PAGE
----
I leave the bikini at home now unless I am going for a swim.

If you are thinking about it, look for nice active reefs where you have better luck at good visibility and good fish. They are all over, but I stayed around Miami, sometimes traveling to Boca.

There are 3-4 reefs all the way up the coast here. So things are pretty easy.

The right spots are a matter of going out and swimming around to find the areas that collect the fish you're after.

I will add that you should check the local laws of the beach you plan to launch from before doing so.


Is An Associate’s Degree Worth It?

While, I will say that I know some, not many, who have only pursued an Associate's Degree working as programmers, they all got in to the business at the end of the 90s to the early 00s. Most of them landed jobs in big corps looking for people as that was a time of expanse. Today, that has changed a lot and I don't know what the job market is like where you are. Then there was little saturation, while today there is a lot and it it is quite possible that the market is sufficiently saturated with people with 4-year degrees that in your area, a 4-year degree is necessary. But that does not mean that that is the case for everywhere, nor, is it always true.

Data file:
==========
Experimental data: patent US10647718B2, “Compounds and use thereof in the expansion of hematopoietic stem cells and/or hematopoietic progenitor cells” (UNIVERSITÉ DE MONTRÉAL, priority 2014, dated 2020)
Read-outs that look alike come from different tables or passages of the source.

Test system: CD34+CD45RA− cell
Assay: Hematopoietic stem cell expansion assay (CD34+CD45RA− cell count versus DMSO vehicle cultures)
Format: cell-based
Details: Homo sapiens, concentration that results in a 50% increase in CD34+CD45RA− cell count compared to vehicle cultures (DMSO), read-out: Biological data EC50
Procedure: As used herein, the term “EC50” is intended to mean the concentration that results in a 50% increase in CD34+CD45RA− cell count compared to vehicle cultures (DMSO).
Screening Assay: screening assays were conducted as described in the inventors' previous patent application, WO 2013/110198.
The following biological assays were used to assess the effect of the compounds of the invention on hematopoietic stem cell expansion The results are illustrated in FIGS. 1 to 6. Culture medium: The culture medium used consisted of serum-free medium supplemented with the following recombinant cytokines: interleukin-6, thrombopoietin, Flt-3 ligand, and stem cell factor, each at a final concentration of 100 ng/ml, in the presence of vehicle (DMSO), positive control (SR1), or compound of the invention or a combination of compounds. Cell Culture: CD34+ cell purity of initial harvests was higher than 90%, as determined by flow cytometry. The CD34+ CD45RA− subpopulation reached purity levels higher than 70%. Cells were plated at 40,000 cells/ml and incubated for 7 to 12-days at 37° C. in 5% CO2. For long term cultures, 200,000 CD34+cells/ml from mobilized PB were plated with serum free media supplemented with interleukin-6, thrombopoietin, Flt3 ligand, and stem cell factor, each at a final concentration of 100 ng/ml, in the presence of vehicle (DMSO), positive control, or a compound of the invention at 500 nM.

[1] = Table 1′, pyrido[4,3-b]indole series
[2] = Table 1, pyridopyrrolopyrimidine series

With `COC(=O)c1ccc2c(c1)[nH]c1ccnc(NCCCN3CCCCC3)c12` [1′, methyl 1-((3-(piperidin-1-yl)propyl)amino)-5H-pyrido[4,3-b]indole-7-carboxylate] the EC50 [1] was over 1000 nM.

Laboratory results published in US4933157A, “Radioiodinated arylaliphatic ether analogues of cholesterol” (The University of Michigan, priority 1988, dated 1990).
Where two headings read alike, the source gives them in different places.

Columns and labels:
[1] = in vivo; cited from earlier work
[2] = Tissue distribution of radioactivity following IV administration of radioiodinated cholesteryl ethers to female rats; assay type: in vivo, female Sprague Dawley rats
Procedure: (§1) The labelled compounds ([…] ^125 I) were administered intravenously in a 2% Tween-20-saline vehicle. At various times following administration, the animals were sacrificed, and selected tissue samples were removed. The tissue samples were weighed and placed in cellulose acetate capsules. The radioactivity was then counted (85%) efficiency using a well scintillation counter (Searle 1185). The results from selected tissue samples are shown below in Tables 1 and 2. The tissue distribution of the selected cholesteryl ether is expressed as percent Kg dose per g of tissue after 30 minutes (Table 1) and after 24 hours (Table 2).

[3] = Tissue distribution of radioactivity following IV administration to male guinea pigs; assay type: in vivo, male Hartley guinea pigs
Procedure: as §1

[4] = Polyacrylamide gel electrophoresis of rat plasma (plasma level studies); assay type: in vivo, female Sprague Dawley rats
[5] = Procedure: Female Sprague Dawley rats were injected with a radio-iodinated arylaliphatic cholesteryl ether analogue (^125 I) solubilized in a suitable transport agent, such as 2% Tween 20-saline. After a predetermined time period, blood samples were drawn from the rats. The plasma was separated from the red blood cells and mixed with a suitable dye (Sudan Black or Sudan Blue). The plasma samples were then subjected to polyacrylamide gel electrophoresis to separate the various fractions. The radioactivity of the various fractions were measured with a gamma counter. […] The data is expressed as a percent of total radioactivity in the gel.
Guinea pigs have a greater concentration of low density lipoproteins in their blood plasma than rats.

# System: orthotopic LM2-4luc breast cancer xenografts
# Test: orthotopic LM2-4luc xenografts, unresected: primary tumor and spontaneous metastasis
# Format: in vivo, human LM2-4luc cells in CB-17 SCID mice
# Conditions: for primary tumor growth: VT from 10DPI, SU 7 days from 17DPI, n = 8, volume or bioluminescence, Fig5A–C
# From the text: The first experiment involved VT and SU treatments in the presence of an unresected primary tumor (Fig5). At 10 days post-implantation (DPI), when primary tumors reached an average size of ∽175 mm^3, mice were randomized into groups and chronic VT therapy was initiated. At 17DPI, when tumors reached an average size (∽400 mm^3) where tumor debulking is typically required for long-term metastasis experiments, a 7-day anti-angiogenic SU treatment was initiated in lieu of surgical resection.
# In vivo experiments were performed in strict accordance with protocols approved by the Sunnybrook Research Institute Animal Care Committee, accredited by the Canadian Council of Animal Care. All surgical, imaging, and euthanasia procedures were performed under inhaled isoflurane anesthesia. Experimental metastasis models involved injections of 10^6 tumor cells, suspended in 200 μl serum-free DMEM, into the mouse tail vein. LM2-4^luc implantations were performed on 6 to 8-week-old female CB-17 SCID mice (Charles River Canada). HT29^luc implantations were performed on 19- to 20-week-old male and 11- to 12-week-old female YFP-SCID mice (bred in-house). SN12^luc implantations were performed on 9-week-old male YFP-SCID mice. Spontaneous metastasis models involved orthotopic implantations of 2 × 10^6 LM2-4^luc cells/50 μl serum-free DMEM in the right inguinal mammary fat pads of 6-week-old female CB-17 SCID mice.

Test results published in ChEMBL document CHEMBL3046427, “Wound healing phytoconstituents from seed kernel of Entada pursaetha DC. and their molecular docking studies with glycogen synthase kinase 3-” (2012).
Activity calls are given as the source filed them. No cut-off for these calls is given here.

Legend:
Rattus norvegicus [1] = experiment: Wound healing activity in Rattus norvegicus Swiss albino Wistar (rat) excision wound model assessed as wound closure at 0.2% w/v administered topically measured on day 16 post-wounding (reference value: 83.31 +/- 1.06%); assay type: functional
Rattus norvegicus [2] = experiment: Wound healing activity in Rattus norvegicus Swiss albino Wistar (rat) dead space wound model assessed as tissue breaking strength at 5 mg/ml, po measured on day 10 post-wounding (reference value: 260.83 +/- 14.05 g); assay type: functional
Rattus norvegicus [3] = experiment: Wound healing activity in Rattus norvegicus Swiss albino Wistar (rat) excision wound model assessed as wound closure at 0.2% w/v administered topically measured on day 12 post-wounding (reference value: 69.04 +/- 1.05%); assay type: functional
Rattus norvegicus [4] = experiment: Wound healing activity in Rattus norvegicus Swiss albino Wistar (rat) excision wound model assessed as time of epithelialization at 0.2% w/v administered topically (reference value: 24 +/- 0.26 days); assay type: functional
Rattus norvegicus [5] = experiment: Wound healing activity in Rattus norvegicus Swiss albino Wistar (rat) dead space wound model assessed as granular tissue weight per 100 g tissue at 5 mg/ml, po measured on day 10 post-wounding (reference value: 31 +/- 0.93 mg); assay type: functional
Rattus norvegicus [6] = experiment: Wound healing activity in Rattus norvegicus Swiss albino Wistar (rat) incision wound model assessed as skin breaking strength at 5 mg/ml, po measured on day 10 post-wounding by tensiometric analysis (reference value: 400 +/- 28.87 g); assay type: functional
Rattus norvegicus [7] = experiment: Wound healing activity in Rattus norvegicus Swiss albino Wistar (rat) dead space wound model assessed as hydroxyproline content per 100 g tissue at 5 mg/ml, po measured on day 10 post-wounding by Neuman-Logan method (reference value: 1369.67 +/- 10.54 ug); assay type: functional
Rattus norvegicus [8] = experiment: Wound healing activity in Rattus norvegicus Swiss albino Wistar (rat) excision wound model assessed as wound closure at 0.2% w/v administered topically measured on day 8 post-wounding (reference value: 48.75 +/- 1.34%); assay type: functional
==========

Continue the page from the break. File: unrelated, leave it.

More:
What that translates to is that an Associate's Degree is only worthless if somebody else has a degree that trumps it.

I can't speak for your situation, but knoing the ciriculum I feel that there are only four classes that are essential if you pursue an Associates Degree.

They are:

  • Algorithms
  • Data Structures
  • Software Design & Architecture
  • Theory of computation

One thing that taking the courses, getting the degree, and proving that you are compitent is all about is, dedication.

Companies want to know that you have what it takes, and quite frankly, unless you are a whizz and impress somebody in the company, somebody in HR won't really care.

But if you go the route of Associate's you should learn everything that you can on your own. VMWare, is easy to learn, but most companies will be looking for people comfortable with the tech. And if you don't make the effort to learn it, you won't get exposed to it with the above courses.